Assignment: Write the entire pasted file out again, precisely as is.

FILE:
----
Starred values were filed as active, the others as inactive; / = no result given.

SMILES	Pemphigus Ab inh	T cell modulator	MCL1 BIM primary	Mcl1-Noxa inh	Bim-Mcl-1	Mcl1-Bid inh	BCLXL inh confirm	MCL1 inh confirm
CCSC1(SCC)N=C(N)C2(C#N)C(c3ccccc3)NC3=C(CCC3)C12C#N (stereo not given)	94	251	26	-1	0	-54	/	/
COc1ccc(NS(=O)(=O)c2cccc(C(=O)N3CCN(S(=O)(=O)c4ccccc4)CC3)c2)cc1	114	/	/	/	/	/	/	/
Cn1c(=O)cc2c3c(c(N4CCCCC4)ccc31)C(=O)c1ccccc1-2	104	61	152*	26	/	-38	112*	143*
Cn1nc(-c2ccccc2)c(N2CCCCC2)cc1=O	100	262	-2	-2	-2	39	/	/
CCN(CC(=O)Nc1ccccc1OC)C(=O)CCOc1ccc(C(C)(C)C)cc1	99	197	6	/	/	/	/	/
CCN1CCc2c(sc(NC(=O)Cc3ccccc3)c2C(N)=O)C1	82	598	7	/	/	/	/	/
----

Starred values were filed as active, the others as inactive; / = no result given.

SMILES	Pemphigus Ab inh	T cell modulator	MCL1 BIM primary	Mcl1-Noxa inh	Bim-Mcl-1	Mcl1-Bid inh	BCLXL inh confirm	MCL1 inh confirm
CCSC1(SCC)N=C(N)C2(C#N)C(c3ccccc3)NC3=C(CCC3)C12C#N (stereo not given)	94	251	26	-1	0	-54	/	/
COc1ccc(NS(=O)(=O)c2cccc(C(=O)N3CCN(S(=O)(=O)c4ccccc4)CC3)c2)cc1	114	/	/	/	/	/	/	/
Cn1c(=O)cc2c3c(c(N4CCCCC4)ccc31)C(=O)c1ccccc1-2	104	61	152*	26	/	-38	112*	143*
Cn1nc(-c2ccccc2)c(N2CCCCC2)cc1=O	100	262	-2	-2	-2	39	/	/
CCN(CC(=O)Nc1ccccc1OC)C(=O)CCOc1ccc(C(C)(C)C)cc1	99	197	6	/	/	/	/	/
CCN1CCc2c(sc(NC(=O)Cc3ccccc3)c2C(N)=O)C1	82	598	7	/	/	/	/	/